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Georgia's Growing Asian American Community Reacts To Spa Killings


Let's turn now to Aisha Yaqoob Mahmood. She's the executive director of the nonprofit Asian American Advocacy Fund in Georgia. Her organization has been helping the families of those killed in this week's shooting. Good morning.

AISHA YAQOOB MAHMOOD: Good morning. Thank you for having me.

MARTÍNEZ: Sure. As we just heard that authorities say it's too early to determine if the suspect will be charged with a hate crime. And the suspect claims that he did not target the victims due to race. How is that being received around the Atlanta area, particularly with Asian Americans?

YAQOOB MAHMOOD: I will say that that is a message that is not resonating with our communities. We were quite disappointed to hear the narrative that is being pushed by law enforcement, especially through the Cherokee County Sheriff's Office, that this is not - that this was not racially motivated. And we know that that is just a deflection to the whole argument that we're trying to make around the increased anti-Asian violence and anti-Asian sentiment that we've been seeing against our communities for the greater part of this year, but also for many years before.

MARTÍNEZ: And you're there working alongside other local groups to help the families of the victims killed in the shooting. What are you doing to support them?

YAQOOB MAHMOOD: Yeah, we are in talks almost every hour to make sure that we're keeping in touch with the families, with those directly impacted and making sure that we can address their holistic needs at this time. Yesterday was all about really taking this opportunity to get to know the community needs, making sure that we were listening for any support services that could be offered, whether it be immigration or mental health services or other legal needs that arose. And then as we move forward in these coming days, we'll be putting together actionable items for our communities to support us with.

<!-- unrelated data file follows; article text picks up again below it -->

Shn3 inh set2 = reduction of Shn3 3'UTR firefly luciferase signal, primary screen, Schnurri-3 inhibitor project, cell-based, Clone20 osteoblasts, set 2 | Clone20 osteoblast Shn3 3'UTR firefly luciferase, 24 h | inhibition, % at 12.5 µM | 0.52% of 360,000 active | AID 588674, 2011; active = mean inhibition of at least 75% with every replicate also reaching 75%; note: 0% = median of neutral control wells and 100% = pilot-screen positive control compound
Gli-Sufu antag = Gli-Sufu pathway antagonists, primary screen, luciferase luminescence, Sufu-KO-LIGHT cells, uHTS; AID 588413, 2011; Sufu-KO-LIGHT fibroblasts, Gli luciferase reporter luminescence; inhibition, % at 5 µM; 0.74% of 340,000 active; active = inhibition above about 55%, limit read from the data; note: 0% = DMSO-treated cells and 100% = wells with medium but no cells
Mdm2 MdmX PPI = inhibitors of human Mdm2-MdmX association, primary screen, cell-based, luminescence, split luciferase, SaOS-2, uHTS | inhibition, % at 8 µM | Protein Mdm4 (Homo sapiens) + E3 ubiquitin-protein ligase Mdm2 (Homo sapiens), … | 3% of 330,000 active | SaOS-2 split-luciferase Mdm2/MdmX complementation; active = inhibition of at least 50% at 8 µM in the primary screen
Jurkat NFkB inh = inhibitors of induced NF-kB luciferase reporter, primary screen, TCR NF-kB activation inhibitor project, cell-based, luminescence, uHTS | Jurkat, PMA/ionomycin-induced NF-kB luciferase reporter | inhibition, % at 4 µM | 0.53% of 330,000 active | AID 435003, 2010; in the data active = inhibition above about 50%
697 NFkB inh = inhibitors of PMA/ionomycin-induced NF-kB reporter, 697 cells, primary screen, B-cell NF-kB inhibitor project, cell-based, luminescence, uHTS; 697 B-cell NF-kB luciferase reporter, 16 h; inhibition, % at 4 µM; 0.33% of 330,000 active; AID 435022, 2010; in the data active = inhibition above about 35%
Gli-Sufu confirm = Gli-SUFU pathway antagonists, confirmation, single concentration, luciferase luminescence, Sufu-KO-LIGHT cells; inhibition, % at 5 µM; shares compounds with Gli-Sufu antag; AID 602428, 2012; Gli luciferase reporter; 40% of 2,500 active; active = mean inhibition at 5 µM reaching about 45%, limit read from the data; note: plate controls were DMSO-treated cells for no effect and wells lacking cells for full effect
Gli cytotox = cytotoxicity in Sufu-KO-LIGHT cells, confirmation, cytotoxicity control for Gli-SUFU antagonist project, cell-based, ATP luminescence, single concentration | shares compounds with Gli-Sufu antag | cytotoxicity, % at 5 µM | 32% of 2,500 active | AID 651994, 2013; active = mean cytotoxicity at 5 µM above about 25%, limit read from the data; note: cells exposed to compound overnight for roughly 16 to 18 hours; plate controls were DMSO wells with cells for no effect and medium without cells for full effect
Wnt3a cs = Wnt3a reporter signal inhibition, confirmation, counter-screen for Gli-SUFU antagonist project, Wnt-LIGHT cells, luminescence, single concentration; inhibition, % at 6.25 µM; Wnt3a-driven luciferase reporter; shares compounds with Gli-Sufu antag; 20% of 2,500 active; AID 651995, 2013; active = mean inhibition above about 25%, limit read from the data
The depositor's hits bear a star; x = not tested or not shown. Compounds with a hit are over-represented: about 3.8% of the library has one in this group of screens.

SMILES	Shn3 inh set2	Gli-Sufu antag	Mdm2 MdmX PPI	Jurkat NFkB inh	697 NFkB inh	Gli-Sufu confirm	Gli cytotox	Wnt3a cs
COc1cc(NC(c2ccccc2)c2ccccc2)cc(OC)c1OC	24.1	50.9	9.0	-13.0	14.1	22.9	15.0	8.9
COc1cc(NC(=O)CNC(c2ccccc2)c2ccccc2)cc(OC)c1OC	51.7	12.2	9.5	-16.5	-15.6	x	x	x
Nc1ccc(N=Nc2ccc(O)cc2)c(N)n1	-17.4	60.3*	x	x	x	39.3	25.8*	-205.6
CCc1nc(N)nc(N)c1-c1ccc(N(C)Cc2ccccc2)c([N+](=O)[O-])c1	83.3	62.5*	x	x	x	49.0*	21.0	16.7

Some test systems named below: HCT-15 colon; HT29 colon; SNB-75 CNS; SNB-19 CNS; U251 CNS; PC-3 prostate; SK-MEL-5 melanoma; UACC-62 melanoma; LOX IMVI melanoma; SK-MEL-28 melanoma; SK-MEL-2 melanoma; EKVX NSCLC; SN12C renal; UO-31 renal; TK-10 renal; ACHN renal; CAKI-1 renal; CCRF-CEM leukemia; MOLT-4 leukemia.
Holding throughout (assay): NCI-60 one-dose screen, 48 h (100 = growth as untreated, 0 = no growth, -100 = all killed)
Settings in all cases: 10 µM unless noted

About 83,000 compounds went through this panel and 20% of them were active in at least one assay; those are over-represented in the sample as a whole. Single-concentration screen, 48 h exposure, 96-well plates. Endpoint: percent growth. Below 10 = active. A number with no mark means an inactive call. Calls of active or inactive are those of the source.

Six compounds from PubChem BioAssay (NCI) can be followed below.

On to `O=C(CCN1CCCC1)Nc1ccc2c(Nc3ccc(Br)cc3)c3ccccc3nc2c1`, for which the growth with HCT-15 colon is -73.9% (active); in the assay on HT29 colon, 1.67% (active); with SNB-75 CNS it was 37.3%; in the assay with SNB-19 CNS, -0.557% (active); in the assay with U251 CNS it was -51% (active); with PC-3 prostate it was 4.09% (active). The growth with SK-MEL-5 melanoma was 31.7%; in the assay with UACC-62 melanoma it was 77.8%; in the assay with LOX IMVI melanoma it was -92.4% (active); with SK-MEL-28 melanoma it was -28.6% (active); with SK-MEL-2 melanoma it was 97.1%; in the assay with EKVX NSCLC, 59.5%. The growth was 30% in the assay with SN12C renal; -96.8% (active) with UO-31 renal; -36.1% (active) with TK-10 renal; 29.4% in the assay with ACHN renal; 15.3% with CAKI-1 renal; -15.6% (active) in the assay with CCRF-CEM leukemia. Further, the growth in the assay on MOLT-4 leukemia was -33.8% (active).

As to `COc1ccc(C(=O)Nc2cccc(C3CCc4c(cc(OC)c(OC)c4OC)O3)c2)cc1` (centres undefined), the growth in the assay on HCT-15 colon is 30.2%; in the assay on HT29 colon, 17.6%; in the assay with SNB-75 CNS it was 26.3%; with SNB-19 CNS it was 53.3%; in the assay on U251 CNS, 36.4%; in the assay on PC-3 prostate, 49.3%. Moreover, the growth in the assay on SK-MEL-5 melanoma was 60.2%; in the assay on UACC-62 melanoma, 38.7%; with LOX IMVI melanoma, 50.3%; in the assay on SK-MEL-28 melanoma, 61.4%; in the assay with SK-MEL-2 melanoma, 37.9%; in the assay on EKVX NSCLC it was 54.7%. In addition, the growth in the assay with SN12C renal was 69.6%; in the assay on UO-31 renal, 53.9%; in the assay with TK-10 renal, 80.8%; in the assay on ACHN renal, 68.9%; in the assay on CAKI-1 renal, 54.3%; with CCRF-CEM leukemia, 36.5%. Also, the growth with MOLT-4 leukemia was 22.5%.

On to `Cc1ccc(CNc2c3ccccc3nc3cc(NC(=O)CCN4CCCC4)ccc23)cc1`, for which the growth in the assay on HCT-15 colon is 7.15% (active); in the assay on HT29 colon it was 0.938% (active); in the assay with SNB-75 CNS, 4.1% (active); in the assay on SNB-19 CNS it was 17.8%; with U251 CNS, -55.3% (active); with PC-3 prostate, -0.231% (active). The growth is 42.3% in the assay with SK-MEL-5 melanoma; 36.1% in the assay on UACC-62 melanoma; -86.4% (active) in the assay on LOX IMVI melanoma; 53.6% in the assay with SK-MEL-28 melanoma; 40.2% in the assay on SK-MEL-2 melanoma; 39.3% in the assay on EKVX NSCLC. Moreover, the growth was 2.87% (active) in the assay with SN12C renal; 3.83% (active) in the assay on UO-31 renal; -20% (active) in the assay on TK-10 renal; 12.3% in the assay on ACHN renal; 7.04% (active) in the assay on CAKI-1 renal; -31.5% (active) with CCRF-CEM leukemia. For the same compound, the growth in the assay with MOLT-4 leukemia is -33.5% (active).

So up until now, it's been making sure that we can really support and protect the needs of those families - of the victims' families and making sure that we are helping to set the narrative as they want it and not letting law enforcement or other media counter that narrative from the get-go.

MARTÍNEZ: You know, we've been reporting on this program about the uptick in crimes and attacks against Asian Americans in this country within the past year. Aisha, what have you been seeing and hearing in Georgia?

YAQOOB MAHMOOD: Yeah, we have noticed in Georgia so much over the last year as it relates to violence being perpetuated against Asian American businesses, in the early days of COVID-19 especially. Before the shutdowns, before everyone really took it seriously, our Asian American businesses were already being discriminated against. They had been experiencing the subtle racism well before the rest of the community really even noticed.

And so coming off of the COVID-19 crisis, I think what we really have to look at now is how we can make sure that we don't let future opportunities really divide our communities and use this exact experience as an opportunity to talk about what the real problem is. And that is that our communities have been torn apart by white supremacy, that white supremacy has been used to attack not just Asian American communities, but other communities of color. And this presents an opportunity for us to really stand in solidarity with other impacted communities and say that, you know, this - we cannot stand for this.

MARTÍNEZ: And according to the advocacy group Stop AAPI Hate, almost 70% of the attacks on Asian Americans over the last year have been directed at women. Considering what has happened this week and the stat I just mentioned, I mean, what does that indicate to you?

YAQOOB MAHMOOD: Yeah, women are often the least protected and the most aggressed at. Right? And we know that in particular, the six Asian women who were killed, you know, were just - I think the narrative that I heard yesterday is maybe they were in the wrong place at the wrong time. But we know that people that work in the massage parlor industry or other beauty industries are often working highly vulnerable or low-wage jobs, especially during this ongoing pandemic. And we know that a lot of the impacts around structural violence, white supremacy and misogyny is especially impacting them.

MARTÍNEZ: Yeah, I was going to say, wrong place, wrong time - they were at work. You know, so that's - got to remember that.

YAQOOB MAHMOOD: Exactly. They were trying to make a living, yeah.

MARTÍNEZ: Aisha Yaqoob Mahmood, executive director of the Asian American Advocacy Fund in Georgia. Thank you very much.

YAQOOB MAHMOOD: Thank you so much for having me. Transcript provided by NPR, Copyright NPR.